Despite skirting the point, Martin maintains the importance of encounter, which is “not something to dismiss as out of date, tired or stale. . . . And fundamentally, since the desire for ‘encounter’ is a work motivated by the desire for truth and culminating in the desire for welcome, it must be seen as a work of the Holy Spirit.” Yet genuine encounter, rooted in the desire for truth, could hardly occur in the absence of substantive discussion of the claims made by the Church and those who dissent. Martin’s vision of the bridge turns out to be remarkably facile. It’s a call for civility, but the sort ignoring the substance of the issues and asking both sides to affirm what they believe to be false. I have no doubt the book is well-intentioned, but it is startling in its shallowness.

Fr. Martin avoids all discussion of what the Church teaches regarding sexuality, and of the arguments of those who dissent from that teaching, replacing actual encounter with flaccid and abstract interpretations of respect, compassion, and sensitivity.

Snell says that the late Orthodox rabbi Joseph Soloveitchik has a much deeper and more meaningful take on “confrontation” — in between adherents of different religions, or, in Snell’s usage, between the orthodox and dissenters within a religion. Belief in the authoritative teachings of one’s religion, says Soloveitchik, “is indispensable to the survival of the community—that its system of dogmas, doctrines and values is best fitted for the attainment of the ultimate good.” Here’s Snell:

In other words, one cannot understand a faith community—Jewish or otherwise—if the imperatives and commitments of that community are redacted, bracketed away in favor of thin and generic commitments to civility. Such civility produces a false encounter, an encounter of ghostlike abstractions rather than between the flesh and blood of real persons and their commitments. The same would be true between disputants within a community, such as the orthodox and the dissenters on sexual morality.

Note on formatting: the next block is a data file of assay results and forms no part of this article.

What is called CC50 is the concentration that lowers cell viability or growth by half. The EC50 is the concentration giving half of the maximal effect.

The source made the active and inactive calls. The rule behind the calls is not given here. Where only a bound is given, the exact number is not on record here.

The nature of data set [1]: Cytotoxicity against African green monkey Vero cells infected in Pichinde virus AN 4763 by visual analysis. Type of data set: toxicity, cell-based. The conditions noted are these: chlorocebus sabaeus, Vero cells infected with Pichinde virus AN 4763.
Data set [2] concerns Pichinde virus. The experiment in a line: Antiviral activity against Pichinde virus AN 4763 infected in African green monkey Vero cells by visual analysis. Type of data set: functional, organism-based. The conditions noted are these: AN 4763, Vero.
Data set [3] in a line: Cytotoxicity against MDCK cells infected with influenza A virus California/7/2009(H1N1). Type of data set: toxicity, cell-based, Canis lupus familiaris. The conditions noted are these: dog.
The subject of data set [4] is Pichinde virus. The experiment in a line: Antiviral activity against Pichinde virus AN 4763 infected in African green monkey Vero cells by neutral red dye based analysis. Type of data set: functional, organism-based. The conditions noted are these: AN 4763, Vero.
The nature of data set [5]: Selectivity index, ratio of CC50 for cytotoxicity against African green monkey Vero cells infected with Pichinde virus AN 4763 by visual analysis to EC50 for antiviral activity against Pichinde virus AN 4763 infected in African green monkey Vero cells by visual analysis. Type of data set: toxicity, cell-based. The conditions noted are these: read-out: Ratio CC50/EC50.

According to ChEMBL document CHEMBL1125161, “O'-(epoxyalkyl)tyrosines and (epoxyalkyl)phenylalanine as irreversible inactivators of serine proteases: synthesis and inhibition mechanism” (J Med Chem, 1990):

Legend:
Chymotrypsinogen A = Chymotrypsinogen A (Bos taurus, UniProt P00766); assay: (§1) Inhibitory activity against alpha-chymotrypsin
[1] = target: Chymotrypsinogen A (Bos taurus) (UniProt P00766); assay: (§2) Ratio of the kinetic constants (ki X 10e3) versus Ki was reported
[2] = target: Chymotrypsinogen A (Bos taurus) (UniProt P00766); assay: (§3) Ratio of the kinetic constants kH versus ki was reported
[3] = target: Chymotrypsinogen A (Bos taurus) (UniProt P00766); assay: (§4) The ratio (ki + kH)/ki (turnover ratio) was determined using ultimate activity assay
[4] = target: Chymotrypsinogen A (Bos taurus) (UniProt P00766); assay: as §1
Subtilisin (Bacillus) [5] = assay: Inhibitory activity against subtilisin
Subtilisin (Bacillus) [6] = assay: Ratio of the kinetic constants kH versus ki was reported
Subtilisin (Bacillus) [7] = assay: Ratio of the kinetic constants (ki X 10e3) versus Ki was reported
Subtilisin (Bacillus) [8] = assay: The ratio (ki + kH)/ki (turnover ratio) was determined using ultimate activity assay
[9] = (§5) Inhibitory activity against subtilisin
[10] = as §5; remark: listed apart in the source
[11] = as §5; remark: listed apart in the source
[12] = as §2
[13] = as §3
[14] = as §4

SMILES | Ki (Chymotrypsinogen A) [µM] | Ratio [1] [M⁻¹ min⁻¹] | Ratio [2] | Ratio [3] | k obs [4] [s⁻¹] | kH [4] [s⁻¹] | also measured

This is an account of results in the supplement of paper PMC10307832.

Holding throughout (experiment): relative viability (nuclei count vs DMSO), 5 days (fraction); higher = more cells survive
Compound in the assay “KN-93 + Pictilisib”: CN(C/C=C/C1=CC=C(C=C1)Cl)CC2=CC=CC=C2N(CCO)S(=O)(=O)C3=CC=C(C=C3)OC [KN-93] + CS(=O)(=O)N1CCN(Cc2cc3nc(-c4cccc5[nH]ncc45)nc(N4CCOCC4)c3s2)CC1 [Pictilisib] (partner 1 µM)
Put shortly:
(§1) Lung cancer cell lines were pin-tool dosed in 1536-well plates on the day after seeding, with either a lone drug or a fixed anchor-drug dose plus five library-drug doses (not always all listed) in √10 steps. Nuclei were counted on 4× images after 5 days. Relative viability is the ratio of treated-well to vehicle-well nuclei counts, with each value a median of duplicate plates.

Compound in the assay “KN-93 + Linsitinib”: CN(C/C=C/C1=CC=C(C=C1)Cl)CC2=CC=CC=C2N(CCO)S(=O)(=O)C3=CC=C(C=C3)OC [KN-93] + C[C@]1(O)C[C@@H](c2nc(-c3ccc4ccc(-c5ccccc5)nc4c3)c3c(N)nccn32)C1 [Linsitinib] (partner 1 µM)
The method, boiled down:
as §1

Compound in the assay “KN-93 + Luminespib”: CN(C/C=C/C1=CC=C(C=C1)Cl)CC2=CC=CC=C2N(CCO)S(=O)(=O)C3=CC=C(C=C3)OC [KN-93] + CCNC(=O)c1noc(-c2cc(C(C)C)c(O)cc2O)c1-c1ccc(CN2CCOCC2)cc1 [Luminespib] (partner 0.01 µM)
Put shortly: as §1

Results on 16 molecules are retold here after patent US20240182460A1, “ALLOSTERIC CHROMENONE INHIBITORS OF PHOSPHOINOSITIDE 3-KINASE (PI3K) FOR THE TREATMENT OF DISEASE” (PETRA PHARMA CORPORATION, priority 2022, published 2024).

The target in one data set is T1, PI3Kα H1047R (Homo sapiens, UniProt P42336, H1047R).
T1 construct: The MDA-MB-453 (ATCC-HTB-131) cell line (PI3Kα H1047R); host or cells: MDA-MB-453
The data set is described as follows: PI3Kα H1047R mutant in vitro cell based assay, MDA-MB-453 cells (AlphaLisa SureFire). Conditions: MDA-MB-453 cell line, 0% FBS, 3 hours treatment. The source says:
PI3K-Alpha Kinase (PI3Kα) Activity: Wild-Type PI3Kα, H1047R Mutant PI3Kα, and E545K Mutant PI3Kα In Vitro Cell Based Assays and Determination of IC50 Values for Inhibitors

Read the whole thing.

With that in mind, what are orthodox Catholics to make of Father Martin’s counsel that gays and lesbians should be allowed to kiss at mass? The Jesuit said, “So I hope in ten years you will be able to kiss your partner or soon to be your husband. Why not? What’s the terrible thing?”

Who is closer to Catholic truth: the mediagenic Jesuit, or the Evangelicals who signed the Nashville Statement. That is Jennifer Roback Morse’s point, I take it.

Over the past few days, I re-read, for the first time in six months, The Benedict Option to prepare a study guide that will be printed in the paperback version out next spring. People think an author has all that material near to hand, in his head, but it’s not true. One of the things that struck me this time is how vitally important close collaboration and support is between and among small-o orthodox Catholics, Protestants, and Orthodox Christians. We have to be careful not to diminish what our distinct confessions proclaim as true, but there is no reason why we cannot work together to support each other when we can. This fundagelical theologian more or less liked my book, except for the part where I fail to point out that Catholicism and Orthodoxy are the spiritual equivalent of “rat poison”. Bless his heart. I much prefer the practical ecumenism of Jennifer Roback Morse, as well as my Evangelical friends who signed the Nashville Statement. In wartime, you cannot be finicky about your alliances.

UPDATE: Reader Josh Bishop comments:

You may be interested in Albert Mohler’s latest episode of The Briefing, in which he addresses James Martin’s book. Here’s an excerpt:

“But here you have James Martin suggesting in this book and in interviews that ‘intrinsically disordered’ should be changed to ‘differently ordered.’ Now what’s the significance? It means overthrowing the entire tradition of the Christian church over 2,000 years in understanding how sexual orientation is to be rightly ordered. If you say that LGBT sexual orientation is merely differently ordered, you have actually not only changed the catechism in this specific case of the Roman Catholic Church, you have changed the Catholic Church’s understanding of the doctrines of creation, of humanity, of sin, of redemption, of the church. It is an entire re-orientation of the Catholic faith.”

Not Christianity, indeed. Mohler, a Southern Baptist and an initial signatory of the Nashville Statement, has put his finger on what so many Christians (Catholic and Protestant) can’t seem to see.